T. Joel Wade Ph.D.

The Mate Market

These Eyes

How the eyes affect your attractiveness and others' evaluations of you

Posted May 10, 2018

As I’m sure you’ve heard, the eyes are said to be “the windows to the soul.” This common saying speaks to the central role the eyes play in communication. They let us know a lot about how others feel and what they are experiencing. For example, they help to regulate communication by letting us know when others want to speak and by letting us know if people are paying attention to us. So it is not surprising that the eyes can play a major role in other’s judgements of our attractiveness.

Serg Zastavkin/Adobe Stock
Source: Serg Zastavkin/Adobe Stock

The eyes are also windows to youth and health, two factors that play a key role in evaluating the attractiveness of individuals. Youth is equated with health, and because we desire healthy partners, attractiveness and health go hand in hand. There are, therefore, several age- and health-indicating characteristics of the eyes that are important to judging attractiveness.

Let’s start with one of the most familiar markers of eyes and attractiveness — size. Prior research shows that the size of the eyes affects how attractive we think others are. Men and women with large eyes are perceived as most attractive (see for example: Cunningham, 1986; Johnston, 2006; Wade, Irvine, & Cooper, 2004). This is because as we age, our eyes get smaller.

You might have guessed already that the whiteness of the eyes is important. Whiter sclera are equated with youth and health (Russell, Sweda, Porcheron, & Mauger, 2014), because as we age, our sclera darken, and some diseases involve darkening or changes in the whiteness of the sclera. Since we desire healthy partners, individuals with whiter sclera are rated as more appealing.

Here’s where it gets weird: How often have you thought about the limbal ring — the dark ring where the iris meets the sclera? Did you even know it had a name? Well, it’s important. Because the limbal ring fades as we age, men and women with a dark and distinct limbal ring are rated as more attractive than otherwise identical men and women with no limbal ring (Peshek, Semmaknejad, Hoffman, & Foley, 2011).

There are other factors beyond evaluating attractiveness in which the eyes are key to courtship. Consider some of the ways the eyes help evaluate a person’s interest in another individual. After all, how much does it really matter that one person finds another person attractive if that other person isn’t interested in them?

Demos, Kelley, Ryan, Davis and Whalen (2008) point out that we unconsciously notice others’ enlarged pupils. The emotion center of our brain registers this such that we rate men and women with larger pupils as more attractive (Hess, 1965; Toombs & Silverman, 2004). This occurs because pupil dilation indicates arousal as well as intelligence (Tsukahara, Harrison, & Engle, 2016). We find this attractive, because when someone is aroused in our presence, we interpret this as them being interested in us — and also because we want intelligent partners (Buss & Schmitt, 1993).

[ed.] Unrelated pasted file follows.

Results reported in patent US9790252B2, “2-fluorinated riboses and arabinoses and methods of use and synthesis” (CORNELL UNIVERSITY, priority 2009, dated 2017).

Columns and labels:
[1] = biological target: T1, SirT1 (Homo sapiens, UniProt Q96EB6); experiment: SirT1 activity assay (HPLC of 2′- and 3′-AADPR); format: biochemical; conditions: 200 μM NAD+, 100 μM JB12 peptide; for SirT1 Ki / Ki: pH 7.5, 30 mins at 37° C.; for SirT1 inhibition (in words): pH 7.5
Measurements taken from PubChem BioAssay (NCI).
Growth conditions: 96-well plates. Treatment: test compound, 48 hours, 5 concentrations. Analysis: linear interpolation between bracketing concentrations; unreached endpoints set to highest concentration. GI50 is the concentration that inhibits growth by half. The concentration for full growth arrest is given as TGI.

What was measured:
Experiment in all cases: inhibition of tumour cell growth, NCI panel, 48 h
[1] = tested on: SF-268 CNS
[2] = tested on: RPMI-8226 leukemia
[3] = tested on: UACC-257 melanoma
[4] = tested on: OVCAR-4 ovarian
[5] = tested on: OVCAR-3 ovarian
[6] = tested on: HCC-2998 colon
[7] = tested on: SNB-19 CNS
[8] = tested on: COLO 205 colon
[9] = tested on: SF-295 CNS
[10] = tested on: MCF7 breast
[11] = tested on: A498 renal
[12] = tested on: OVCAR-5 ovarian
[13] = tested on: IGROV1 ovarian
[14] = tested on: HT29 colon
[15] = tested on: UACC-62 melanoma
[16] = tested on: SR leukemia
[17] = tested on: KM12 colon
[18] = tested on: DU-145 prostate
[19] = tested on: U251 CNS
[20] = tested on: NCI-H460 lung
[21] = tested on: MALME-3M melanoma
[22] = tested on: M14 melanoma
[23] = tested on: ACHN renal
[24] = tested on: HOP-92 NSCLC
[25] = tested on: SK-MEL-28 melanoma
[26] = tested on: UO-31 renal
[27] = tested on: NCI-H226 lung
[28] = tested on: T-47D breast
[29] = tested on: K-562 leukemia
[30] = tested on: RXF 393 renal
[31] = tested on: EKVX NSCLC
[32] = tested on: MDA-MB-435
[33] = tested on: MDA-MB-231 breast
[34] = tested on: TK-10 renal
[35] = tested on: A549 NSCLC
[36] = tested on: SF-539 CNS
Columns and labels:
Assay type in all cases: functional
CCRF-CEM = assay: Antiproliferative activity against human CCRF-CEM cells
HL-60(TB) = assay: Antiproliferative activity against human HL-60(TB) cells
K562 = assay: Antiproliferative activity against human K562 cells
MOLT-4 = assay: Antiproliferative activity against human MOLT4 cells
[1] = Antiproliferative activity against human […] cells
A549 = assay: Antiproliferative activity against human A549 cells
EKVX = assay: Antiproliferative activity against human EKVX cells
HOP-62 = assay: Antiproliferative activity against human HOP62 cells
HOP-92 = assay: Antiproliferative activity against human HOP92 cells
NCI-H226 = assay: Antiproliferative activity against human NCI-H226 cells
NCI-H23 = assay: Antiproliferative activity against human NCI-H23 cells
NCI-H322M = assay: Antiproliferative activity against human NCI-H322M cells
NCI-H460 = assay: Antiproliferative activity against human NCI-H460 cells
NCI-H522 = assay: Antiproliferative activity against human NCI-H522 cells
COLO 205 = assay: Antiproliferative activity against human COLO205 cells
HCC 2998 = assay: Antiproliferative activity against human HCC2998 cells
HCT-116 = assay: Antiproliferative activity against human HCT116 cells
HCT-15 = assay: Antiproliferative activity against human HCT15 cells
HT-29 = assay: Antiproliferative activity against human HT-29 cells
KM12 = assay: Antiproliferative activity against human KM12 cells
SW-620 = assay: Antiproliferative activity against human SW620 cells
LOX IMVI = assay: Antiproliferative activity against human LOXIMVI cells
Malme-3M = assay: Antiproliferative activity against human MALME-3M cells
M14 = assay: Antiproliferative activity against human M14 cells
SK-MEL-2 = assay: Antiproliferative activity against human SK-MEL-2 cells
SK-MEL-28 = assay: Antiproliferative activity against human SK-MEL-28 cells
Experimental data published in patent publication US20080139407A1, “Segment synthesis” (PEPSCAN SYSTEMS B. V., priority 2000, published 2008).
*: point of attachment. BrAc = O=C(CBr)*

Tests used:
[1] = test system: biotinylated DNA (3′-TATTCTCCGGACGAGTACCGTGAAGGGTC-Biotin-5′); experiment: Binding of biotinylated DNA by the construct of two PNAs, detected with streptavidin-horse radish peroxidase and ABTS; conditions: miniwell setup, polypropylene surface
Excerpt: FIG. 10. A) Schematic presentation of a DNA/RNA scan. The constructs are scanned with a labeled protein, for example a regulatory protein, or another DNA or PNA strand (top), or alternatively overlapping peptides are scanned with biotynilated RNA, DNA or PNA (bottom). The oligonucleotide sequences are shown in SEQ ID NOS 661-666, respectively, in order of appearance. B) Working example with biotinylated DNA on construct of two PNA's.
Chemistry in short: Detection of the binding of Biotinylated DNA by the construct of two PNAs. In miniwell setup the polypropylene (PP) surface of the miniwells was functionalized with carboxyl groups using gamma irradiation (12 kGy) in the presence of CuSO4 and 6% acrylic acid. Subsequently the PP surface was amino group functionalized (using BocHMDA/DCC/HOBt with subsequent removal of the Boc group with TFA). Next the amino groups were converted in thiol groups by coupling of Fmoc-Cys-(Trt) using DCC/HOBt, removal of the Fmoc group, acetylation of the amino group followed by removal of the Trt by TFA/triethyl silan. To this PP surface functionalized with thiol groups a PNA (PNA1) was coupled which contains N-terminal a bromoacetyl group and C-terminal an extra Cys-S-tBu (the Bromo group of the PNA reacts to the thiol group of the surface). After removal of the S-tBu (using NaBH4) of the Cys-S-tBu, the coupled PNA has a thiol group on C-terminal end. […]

Finally, eye movements indicate how we feel about potential mates and friends. Research indicates that individuals gaze at the chest and head most when assessing potential mates and gaze at the legs and feet most when they assess potential friends (Gillath, Bahns, & Burghart, 2017). So the next time someone looks at your legs and feet a lot, you can expect that they just want to be friends. If they’re mostly looking higher, they might be interested in romance.

Keep your eyes open: They tell others a lot about you, and tell you a lot about others.

Facebook image: StockLite/Shutterstock

References

Cunningham, M. R. (1986). Measuring the physical in physical attractiveness: Quasi-experiments on the sociobiology of female facial beauty. Journal of Personality and Social Psychology, 50(5), 925.

Gillath, O., Bahns, A. J., & Burghart, H. A. (2017). Eye movements when looking at potential friends and romantic partners. Archives of Sexual Behavior, 46(8), 2313-2325.

Hess, E. H. (1965). Attitude and pupil size. Scientific American, 212(4), 46-55.

Johnston, V. S. (2006). Mate choice decisions: the role of facial beauty. Trends in Cognitive Sciences, 10(1), 9-13.

Peshek, D., Semmaknejad, N., Hoffman, D., & Foley, P. (2011). Preliminary evidence that the limbal ring influences facial attractiveness. Evolutionary Psychology, 9(2), 137-146.

Russell, R., Sweda, J. R., Porcheron, A., & Mauger, E. (2014). Sclera color changes with age and is a cue for perceiving age, health, and beauty. Psychology and Aging, 29(3), 626.

Tombs, S., & Silverman, I. (2004). Pupillometry: A sexual selection approach. Evolution and Human Behavior, 25(4), 221-228.

Tsukahara, J. S., Harrison, T. L., & Engle, R. W. (2016). The relationship between baseline pupil size and intelligence. Cognitive Psychology, 91, 109-123.

Wade, T. J., Irvine, K., & Cooper, M. (2004). Racial characteristics and individual differences in women's evaluations of men's facial attractiveness and personality. Personality and Individual Differences, 36(5), 1083-1092.

Zebrowitz, L. A. (1997). Reading faces: Windows to the soul? Boulder, CO: Westview Press.

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